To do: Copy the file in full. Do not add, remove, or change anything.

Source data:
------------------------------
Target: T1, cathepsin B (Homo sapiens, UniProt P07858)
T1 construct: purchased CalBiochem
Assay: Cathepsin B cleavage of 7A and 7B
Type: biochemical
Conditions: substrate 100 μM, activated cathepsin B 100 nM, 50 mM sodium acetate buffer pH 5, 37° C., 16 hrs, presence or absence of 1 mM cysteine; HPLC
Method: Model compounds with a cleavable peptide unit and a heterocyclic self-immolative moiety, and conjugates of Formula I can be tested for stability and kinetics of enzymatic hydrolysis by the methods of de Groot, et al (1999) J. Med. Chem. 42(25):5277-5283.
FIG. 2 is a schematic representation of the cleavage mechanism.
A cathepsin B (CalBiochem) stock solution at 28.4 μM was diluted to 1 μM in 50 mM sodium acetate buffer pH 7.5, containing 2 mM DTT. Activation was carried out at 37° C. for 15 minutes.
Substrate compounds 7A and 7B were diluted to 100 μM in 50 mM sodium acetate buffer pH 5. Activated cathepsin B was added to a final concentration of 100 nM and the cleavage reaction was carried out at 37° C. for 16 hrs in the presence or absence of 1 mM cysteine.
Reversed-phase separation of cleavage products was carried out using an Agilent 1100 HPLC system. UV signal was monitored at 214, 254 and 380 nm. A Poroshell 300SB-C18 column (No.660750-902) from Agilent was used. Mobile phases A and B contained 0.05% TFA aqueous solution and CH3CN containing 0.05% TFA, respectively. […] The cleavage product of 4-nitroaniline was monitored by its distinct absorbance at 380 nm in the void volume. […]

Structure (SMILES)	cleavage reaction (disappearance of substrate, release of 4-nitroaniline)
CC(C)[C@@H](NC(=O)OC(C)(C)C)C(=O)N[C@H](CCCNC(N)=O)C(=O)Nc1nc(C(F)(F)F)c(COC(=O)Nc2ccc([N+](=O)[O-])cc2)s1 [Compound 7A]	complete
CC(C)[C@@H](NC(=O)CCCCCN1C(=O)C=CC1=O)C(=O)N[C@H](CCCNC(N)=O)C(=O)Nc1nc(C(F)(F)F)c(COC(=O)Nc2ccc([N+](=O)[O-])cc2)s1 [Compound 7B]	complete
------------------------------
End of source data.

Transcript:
Target: T1, cathepsin B (Homo sapiens, UniProt P07858)
T1 construct: purchased CalBiochem
Assay: Cathepsin B cleavage of 7A and 7B
Type: biochemical
Conditions: substrate 100 μM, activated cathepsin B 100 nM, 50 mM sodium acetate buffer pH 5, 37° C., 16 hrs, presence or absence of 1 mM cysteine; HPLC
Method: Model compounds with a cleavable peptide unit and a heterocyclic self-immolative moiety, and conjugates of Formula I can be tested for stability and kinetics of enzymatic hydrolysis by the methods of de Groot, et al (1999) J. Med. Chem. 42(25):5277-5283.
FIG. 2 is a schematic representation of the cleavage mechanism.
A cathepsin B (CalBiochem) stock solution at 28.4 μM was diluted to 1 μM in 50 mM sodium acetate buffer pH 7.5, containing 2 mM DTT. Activation was carried out at 37° C. for 15 minutes.
Substrate compounds 7A and 7B were diluted to 100 μM in 50 mM sodium acetate buffer pH 5. Activated cathepsin B was added to a final concentration of 100 nM and the cleavage reaction was carried out at 37° C. for 16 hrs in the presence or absence of 1 mM cysteine.
Reversed-phase separation of cleavage products was carried out using an Agilent 1100 HPLC system. UV signal was monitored at 214, 254 and 380 nm. A Poroshell 300SB-C18 column (No.660750-902) from Agilent was used. Mobile phases A and B contained 0.05% TFA aqueous solution and CH3CN containing 0.05% TFA, respectively. […] The cleavage product of 4-nitroaniline was monitored by its distinct absorbance at 380 nm in the void volume. […]

Structure (SMILES)	cleavage reaction (disappearance of substrate, release of 4-nitroaniline)
CC(C)[C@@H](NC(=O)OC(C)(C)C)C(=O)N[C@H](CCCNC(N)=O)C(=O)Nc1nc(C(F)(F)F)c(COC(=O)Nc2ccc([N+](=O)[O-])cc2)s1 [Compound 7A]	complete
CC(C)[C@@H](NC(=O)CCCCCN1C(=O)C=CC1=O)C(=O)N[C@H](CCCNC(N)=O)C(=O)Nc1nc(C(F)(F)F)c(COC(=O)Nc2ccc([N+](=O)[O-])cc2)s1 [Compound 7B]	complete